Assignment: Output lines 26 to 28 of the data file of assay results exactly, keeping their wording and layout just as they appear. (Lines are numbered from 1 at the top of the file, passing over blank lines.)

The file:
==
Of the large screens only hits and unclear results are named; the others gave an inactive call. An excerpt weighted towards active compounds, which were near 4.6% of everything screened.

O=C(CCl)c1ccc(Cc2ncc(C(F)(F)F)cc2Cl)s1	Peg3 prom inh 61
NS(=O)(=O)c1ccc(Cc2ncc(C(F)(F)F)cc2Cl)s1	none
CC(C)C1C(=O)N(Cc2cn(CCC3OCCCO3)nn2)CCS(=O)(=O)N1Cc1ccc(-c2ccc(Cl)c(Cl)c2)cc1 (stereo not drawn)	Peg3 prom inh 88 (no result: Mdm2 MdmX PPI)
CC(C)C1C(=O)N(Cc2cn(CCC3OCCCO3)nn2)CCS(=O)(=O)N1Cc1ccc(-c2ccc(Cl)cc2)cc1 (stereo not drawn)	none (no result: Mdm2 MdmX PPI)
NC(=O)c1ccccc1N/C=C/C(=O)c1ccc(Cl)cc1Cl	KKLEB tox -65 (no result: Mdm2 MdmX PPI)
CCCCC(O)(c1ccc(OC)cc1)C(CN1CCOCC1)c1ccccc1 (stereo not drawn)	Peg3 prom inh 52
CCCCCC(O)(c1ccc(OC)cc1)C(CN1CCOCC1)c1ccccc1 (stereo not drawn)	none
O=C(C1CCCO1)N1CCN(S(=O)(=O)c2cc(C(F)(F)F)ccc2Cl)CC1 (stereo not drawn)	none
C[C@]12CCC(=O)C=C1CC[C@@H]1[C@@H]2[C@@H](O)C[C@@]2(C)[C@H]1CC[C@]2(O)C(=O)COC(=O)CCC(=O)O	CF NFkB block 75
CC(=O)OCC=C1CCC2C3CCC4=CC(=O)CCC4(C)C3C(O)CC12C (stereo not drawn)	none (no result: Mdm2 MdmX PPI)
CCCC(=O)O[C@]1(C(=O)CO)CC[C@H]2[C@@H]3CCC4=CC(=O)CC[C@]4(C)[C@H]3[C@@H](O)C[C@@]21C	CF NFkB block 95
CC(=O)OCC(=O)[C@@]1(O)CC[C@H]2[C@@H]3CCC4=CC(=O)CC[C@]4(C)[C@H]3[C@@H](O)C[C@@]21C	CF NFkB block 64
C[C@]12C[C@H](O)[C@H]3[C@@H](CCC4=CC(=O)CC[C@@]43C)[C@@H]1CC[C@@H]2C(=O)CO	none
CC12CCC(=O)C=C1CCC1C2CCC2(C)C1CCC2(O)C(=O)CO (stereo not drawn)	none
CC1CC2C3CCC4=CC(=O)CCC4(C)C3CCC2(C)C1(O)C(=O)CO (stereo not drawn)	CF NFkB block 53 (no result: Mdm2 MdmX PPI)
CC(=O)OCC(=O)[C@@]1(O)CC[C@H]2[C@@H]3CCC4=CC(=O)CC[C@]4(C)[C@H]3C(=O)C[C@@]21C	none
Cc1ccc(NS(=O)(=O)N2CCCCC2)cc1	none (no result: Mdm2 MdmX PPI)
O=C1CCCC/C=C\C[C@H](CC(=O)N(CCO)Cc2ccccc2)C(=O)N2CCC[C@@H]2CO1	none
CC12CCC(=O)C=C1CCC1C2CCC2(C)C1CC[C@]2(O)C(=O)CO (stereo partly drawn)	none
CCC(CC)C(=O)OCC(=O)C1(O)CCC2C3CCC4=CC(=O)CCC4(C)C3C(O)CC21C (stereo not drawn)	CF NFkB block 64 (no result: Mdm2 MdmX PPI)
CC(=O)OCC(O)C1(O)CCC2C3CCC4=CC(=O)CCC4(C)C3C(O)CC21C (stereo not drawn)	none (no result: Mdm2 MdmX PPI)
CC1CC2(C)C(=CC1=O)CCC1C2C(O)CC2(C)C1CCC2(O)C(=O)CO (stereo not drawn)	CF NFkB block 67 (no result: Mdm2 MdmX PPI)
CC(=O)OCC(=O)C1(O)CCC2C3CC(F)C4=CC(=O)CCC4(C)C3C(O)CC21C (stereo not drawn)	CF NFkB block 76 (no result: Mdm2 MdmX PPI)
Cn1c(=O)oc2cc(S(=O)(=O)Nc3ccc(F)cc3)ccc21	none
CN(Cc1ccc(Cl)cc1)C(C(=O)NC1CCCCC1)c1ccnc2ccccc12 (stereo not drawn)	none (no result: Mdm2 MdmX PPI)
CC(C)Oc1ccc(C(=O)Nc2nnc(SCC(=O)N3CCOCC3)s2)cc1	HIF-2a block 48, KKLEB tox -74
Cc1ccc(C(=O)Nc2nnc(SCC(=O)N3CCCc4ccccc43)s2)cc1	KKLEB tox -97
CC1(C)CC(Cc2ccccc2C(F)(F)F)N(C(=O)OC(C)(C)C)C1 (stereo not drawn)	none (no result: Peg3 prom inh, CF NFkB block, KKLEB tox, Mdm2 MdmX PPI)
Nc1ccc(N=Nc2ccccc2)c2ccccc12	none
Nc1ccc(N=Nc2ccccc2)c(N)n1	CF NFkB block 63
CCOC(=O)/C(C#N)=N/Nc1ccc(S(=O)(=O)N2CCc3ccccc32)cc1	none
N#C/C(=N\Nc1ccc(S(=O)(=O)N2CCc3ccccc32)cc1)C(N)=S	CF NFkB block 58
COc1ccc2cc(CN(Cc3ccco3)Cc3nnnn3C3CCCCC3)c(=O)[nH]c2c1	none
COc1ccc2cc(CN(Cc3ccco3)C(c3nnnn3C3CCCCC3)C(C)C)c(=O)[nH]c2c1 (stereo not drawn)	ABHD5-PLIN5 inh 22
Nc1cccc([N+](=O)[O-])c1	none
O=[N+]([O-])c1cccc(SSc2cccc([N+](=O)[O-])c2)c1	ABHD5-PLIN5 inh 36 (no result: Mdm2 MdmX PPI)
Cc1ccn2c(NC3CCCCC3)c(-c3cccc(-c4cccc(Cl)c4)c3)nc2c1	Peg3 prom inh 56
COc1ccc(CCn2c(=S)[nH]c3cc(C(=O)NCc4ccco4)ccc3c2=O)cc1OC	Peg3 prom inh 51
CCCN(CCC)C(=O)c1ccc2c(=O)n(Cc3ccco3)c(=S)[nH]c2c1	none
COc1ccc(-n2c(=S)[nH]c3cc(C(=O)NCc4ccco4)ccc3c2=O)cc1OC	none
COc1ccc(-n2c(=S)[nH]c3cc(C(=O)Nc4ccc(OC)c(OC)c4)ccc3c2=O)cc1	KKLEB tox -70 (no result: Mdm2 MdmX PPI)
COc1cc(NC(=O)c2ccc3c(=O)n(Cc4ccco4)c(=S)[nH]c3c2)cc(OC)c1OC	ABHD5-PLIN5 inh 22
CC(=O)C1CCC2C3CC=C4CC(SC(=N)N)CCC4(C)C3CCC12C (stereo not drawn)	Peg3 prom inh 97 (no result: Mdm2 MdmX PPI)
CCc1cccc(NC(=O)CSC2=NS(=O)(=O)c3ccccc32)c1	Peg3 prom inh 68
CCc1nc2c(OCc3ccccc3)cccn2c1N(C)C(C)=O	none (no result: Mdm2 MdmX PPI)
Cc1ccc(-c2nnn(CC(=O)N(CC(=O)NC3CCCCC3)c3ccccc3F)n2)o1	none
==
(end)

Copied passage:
CN(Cc1ccc(Cl)cc1)C(C(=O)NC1CCCCC1)c1ccnc2ccccc12 (stereo not drawn)	none (no result: Mdm2 MdmX PPI)
CC(C)Oc1ccc(C(=O)Nc2nnc(SCC(=O)N3CCOCC3)s2)cc1	HIF-2a block 48, KKLEB tox -74
Cc1ccc(C(=O)Nc2nnc(SCC(=O)N3CCCc4ccccc43)s2)cc1	KKLEB tox -97